Drawing inspiration from the graceful landscapes of her homeland, Peruvian artist Cecilia Arrospide gives the viewer a glimpse into her vibrant world. Cecilia’s expertise includes colorful collages, abstract paintings, and black-and-white ink drawings. With a deep love and deft perception of color, Cecilia creates immersive artwork that reflects her motto of painting for pleasure. Throughout her life, Cecilia has cultivated her passion for art. As a schoolgirl, she often drew pictures for classmates. Her love of painting grew as she matured; during her two years at the Catholic University of Peru, where she specialized in literature, she incorporated it into her studies by educating herself in the history of art and honing her skills through private sessions with skilled painters. After graduating, Cecilia settled down with her children but continues to participate in painting classes several days a week. In 1998, Cecilia created her first solo exhibition, the success of which drove her to hold one every two years. In 2009, Cecilia expanded her artistic horizons by incorporating collages into her work. Here, Cecilia opens up about color, collage, and the art of painting for pleasure.
TAO: As someone who enjoys working with others, do you find the solitary nature of painting a burden?
Cecilia Arrospide (CA): In a way, yes, because painting is very solitary, and I like to talk to people. I counter this by coaching others in painting and giving workshops on creativity.
TAO: Your most recent series feature the theme of nature. How has nature inspired your work?
CA: Nature deeply inspires me, especially because I live very close to the ocean. I call one of my series “Reflejos,” which has abstract work that references flowers and nature. Another series of mine is called “The Ocean, the Waves,” and is inspired by the beach. Swimming in the blue colors and depths of the waves inspired me to dedicate a series to them.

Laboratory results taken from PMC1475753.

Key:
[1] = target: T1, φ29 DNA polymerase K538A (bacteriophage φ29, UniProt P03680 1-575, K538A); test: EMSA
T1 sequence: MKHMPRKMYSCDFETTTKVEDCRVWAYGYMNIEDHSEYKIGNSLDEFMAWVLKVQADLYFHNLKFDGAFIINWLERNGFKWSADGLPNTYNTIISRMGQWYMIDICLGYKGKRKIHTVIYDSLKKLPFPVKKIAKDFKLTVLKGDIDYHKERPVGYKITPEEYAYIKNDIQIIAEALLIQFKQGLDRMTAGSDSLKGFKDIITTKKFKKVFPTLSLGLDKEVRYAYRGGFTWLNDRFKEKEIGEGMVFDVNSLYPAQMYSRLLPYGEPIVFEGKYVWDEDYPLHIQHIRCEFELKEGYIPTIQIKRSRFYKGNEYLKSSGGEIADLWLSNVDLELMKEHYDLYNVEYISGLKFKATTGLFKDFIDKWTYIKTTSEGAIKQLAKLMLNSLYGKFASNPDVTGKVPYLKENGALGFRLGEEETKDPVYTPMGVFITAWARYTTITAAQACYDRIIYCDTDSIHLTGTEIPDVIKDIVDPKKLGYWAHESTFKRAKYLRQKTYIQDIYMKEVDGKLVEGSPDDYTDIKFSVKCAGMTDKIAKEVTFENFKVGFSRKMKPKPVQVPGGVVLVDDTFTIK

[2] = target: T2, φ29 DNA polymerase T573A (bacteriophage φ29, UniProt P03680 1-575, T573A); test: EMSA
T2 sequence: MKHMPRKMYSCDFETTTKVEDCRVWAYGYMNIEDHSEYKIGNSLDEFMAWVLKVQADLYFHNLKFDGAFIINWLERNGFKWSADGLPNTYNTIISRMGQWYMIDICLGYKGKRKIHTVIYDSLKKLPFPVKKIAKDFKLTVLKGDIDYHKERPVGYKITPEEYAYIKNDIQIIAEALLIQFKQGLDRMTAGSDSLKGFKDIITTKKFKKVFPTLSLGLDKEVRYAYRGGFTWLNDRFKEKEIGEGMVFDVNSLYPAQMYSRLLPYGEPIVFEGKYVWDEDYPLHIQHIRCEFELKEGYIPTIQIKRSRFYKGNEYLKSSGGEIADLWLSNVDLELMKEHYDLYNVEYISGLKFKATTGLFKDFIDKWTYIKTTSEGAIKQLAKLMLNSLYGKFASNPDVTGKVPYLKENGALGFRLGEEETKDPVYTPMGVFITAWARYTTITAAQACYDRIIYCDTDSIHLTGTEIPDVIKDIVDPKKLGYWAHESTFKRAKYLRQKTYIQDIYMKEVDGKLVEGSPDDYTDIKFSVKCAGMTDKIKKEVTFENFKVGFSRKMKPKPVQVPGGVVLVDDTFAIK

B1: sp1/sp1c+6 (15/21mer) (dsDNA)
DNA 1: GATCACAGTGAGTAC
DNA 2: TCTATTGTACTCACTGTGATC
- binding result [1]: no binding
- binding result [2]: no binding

TAO: Your paintings and collages demonstrate your innate understanding of color. How has this impacted your work?
CA: Once, my dearest professor told me to paint what I feel and the colors that I love, and when a show/exhibition approaches, to select the ones that form a series. I love color by itself. I feel I am an heir of the French painter Henry Matisse, whose motto was “painting for pleasure.” I rejoice in colors; I love them all. Sometimes, I paint two or three pictures in blue, reds, and whites. I find the color for the theme and category. The name of Reflejos reflects what I do because it shows my passion for reflecting emotion and feeling through colors. Sometimes they are bold, and sometimes more dreamlike, embodying a mystical serenity. Other times, the colors are abstract in order I love color by itself. I feel I am an heir of the French painter Henry Matisse, whose motto was “painting for pleasure.” I rejoice in colors; I love them all. to personify architecture, or softer for flowers and space. My goal is to have my viewer become immersed in the art. That is what my work is all about.
TAO: You have been featured in exhibitions throughout the world. Have these different cultures influenced your work?
CA: Definitely. For instance, about three years ago, I visited Parisian museums, and was highly influenced by the wooden sculptures and painters I discovered there. If you are an artist, you cannot be the same after traveling. Before I began working with collages, I was in Barcelona, where I saw Picasso’s collages on wrapping papers. The patterns and designs stayed in my mind, and I began working with a model. I drew ink drawings based on that work, including a series about the different phases of womanhood. It also inspired me to begin working with collages. Another time, I visited beaches in the north of France where impressionist painters were working. The colors inspired my series on umbrellas, sand, and the ocean.
TAO: How do you continue to gain artistic experience throughout your life?
CA: I nourish myself with lots of reading. Right now I’m delving into neuroscience because of all the creativity involved in the subject. It has helped me lead workshops on creativity, which I believe is a process that can be cultivated. We all possess creativity, but you must channel it; you must be holding a pencil or brush when the inspiration comes. It’s all about working hard, studying hard, and—most of all—loving what you do. Once again, this is why my motto, like Matisse’s, is “painting for pleasure.”